Having a comfortable and inspiring creative space is important to your work as a DJ and music producer. So how do you create an environment that sounds good and inspires you to create without spending a ton of cash? The answer is in a Chinese art and practice known as Feng Shui. Read on for some tips and tricks to maximize the creativity and the sound quality in your space.
Feng Shui is the Chinese art and practice of creating harmonious surroundings that enhance the balance of energy. This has a lot to do with how objects are placed in a room. These practices can be applied to your own studio or practice space, regardless of whether it is in your home or in a dedicated location. Tuning acoustics and aesthetics can give your creative space a kick-start that will translate into better performance and output!
SET INTENTION: What activity is the space for?
Start by coming up with an intention for the room and state what you will be doing in this space. Is it a room for practice, performance, production, recording or all the above? The intention of the space dictates how the space is set up so it can successfully meet all your needs.
BASIC ACOUSTIC TREATMENT OPTIONS
Feng Shui is about creating harmony in the room. Creating a harmonious-sounding space can be done with some basic knowledge of acoustics and treatment options.The room itself affects how we hear the sounds being generated in that space.
Most sound problems in small rooms are caused by low-frequency information that builds up around corners and walls. These problems can be minimized with bass traps that absorb low-frequency energy. This will create a greater sonic balance in the room and allow you to make better mix decisions. Bass traps can be rather expensive, so consider one of many D.I.Y options.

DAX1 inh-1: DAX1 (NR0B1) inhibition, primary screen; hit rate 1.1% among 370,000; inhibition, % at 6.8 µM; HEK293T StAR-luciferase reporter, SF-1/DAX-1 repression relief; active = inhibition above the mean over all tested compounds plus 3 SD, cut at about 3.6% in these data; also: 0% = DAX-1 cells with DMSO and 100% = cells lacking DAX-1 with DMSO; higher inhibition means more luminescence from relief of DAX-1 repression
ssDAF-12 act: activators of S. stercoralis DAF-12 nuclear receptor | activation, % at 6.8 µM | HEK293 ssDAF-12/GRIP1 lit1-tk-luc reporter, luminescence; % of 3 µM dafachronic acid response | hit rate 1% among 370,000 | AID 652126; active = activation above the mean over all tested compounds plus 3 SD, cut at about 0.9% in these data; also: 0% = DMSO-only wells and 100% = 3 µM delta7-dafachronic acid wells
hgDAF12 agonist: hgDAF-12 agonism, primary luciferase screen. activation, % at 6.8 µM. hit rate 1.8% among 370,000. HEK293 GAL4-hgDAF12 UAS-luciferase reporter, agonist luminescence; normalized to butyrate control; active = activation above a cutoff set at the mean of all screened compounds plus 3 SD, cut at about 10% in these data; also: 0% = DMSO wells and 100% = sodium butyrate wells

Bass traps should be placed in the corners of your room. This is where you will get the most bang for your buck. If possible, the address front corners before the back corners.
The next thing acoustically that you will want to address is known as the, “First Early Reflections.” These are the points on your left and right walls where sound from your speakers can potentially bounce back to you before hearing the original signal from the speaker.
To find these points sit in your chair facing your monitors and have a friend place a mirror on the right wall at the same level as your monitor speaker. Have them move it around until you can see your left monitor speaker in the mirror. This is your “First Early Reflection” point and thus you should place some absorptive material here to cut the reflection. Some cheap acoustic foam can do the job decently well.
MONITOR SPEAKER PLACEMENT
Monitor speakers are what we use to create and critically listen to our work so placing them correctly is very important. Placing your speakers in the wrong position can cause you to make bad mix decisions because you are not hearing things correctly. Proper speaker placement can give you more confidence and promote better mixes. Here are a couple of techniques I use for placing speakers.
- Pull speakers away from the wall (3 feet if possible). Bass builds up at wall junctions and corners, so pulling your speakers away allows them to function more accurately in the room.
- Build an equilateral triangle with you and your speakers. This means your speakers are the same distance from each other as they are from you.
- Ear level: The tweeters should be roughly at the same height as your ears. This is so you hear the high frequency range accurately.
- Isolate your speakers from the surface they are on. Try using some slightly dense foam to separate the surface of the speaker from the surface of what they are on. If the speaker is placed upon a resonant surface, the surface itself may transfer unnecessary energy back into the monitor speaker and compromise it’s performance.
ORGANIZE YOUR CABLING